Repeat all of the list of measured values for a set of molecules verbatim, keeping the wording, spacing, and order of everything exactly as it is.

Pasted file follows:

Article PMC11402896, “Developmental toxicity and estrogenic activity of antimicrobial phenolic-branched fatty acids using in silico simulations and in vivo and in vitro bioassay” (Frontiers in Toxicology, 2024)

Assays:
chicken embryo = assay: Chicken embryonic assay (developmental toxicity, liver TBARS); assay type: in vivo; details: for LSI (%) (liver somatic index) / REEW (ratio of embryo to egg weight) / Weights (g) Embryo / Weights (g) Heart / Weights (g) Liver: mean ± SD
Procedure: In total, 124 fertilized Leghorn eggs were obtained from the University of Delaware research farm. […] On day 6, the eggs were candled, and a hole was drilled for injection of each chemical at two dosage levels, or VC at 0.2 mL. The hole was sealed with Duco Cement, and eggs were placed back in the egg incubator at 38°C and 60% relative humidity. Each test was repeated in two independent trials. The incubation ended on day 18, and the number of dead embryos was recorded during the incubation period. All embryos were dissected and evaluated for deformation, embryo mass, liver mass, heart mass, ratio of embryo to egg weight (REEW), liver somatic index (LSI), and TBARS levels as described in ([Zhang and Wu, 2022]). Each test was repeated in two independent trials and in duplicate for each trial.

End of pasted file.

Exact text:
Article PMC11402896, “Developmental toxicity and estrogenic activity of antimicrobial phenolic-branched fatty acids using in silico simulations and in vivo and in vitro bioassay” (Frontiers in Toxicology, 2024)

Assays:
chicken embryo = assay: Chicken embryonic assay (developmental toxicity, liver TBARS); assay type: in vivo; details: for LSI (%) (liver somatic index) / REEW (ratio of embryo to egg weight) / Weights (g) Embryo / Weights (g) Heart / Weights (g) Liver: mean ± SD
Procedure: In total, 124 fertilized Leghorn eggs were obtained from the University of Delaware research farm. […] On day 6, the eggs were candled, and a hole was drilled for injection of each chemical at two dosage levels, or VC at 0.2 mL. The hole was sealed with Duco Cement, and eggs were placed back in the egg incubator at 38°C and 60% relative humidity. Each test was repeated in two independent trials. The incubation ended on day 18, and the number of dead embryos was recorded during the incubation period. All embryos were dissected and evaluated for deformation, embryo mass, liver mass, heart mass, ratio of embryo to egg weight (REEW), liver somatic index (LSI), and TBARS levels as described in ([Zhang and Wu, 2022]). Each test was repeated in two independent trials and in duplicate for each trial.